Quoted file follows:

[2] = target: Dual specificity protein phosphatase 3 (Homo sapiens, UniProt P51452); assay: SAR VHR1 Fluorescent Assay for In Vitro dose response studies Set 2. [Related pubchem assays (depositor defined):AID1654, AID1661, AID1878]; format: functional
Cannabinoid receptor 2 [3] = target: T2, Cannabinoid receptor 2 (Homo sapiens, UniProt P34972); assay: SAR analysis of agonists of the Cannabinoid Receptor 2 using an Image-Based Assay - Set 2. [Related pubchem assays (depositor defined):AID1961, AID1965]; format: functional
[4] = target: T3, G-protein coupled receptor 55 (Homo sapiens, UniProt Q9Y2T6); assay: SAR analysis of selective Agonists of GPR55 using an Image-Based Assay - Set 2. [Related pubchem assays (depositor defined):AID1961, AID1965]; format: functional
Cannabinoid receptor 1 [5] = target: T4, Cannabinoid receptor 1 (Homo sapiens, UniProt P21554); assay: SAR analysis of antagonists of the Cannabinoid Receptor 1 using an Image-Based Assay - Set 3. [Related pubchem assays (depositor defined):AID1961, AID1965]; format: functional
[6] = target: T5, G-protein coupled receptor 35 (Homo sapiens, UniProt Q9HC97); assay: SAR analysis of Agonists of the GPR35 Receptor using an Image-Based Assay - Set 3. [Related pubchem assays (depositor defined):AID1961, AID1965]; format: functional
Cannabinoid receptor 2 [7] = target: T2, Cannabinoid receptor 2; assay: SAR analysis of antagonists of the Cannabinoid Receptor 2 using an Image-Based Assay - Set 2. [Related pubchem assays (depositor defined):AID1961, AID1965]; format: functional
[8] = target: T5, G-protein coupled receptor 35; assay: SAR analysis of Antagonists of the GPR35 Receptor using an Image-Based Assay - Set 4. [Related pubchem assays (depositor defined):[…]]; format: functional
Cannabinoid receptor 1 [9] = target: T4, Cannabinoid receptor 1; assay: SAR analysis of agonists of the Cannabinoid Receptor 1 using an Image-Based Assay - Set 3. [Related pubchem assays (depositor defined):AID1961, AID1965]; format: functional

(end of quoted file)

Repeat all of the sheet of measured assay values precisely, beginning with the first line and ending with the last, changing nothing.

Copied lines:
[2] = target: Dual specificity protein phosphatase 3 (Homo sapiens, UniProt P51452); assay: SAR VHR1 Fluorescent Assay for In Vitro dose response studies Set 2. [Related pubchem assays (depositor defined):AID1654, AID1661, AID1878]; format: functional
Cannabinoid receptor 2 [3] = target: T2, Cannabinoid receptor 2 (Homo sapiens, UniProt P34972); assay: SAR analysis of agonists of the Cannabinoid Receptor 2 using an Image-Based Assay - Set 2. [Related pubchem assays (depositor defined):AID1961, AID1965]; format: functional
[4] = target: T3, G-protein coupled receptor 55 (Homo sapiens, UniProt Q9Y2T6); assay: SAR analysis of selective Agonists of GPR55 using an Image-Based Assay - Set 2. [Related pubchem assays (depositor defined):AID1961, AID1965]; format: functional
Cannabinoid receptor 1 [5] = target: T4, Cannabinoid receptor 1 (Homo sapiens, UniProt P21554); assay: SAR analysis of antagonists of the Cannabinoid Receptor 1 using an Image-Based Assay - Set 3. [Related pubchem assays (depositor defined):AID1961, AID1965]; format: functional
[6] = target: T5, G-protein coupled receptor 35 (Homo sapiens, UniProt Q9HC97); assay: SAR analysis of Agonists of the GPR35 Receptor using an Image-Based Assay - Set 3. [Related pubchem assays (depositor defined):AID1961, AID1965]; format: functional
Cannabinoid receptor 2 [7] = target: T2, Cannabinoid receptor 2; assay: SAR analysis of antagonists of the Cannabinoid Receptor 2 using an Image-Based Assay - Set 2. [Related pubchem assays (depositor defined):AID1961, AID1965]; format: functional
[8] = target: T5, G-protein coupled receptor 35; assay: SAR analysis of Antagonists of the GPR35 Receptor using an Image-Based Assay - Set 4. [Related pubchem assays (depositor defined):[…]]; format: functional
Cannabinoid receptor 1 [9] = target: T4, Cannabinoid receptor 1; assay: SAR analysis of agonists of the Cannabinoid Receptor 1 using an Image-Based Assay - Set 3. [Related pubchem assays (depositor defined):AID1961, AID1965]; format: functional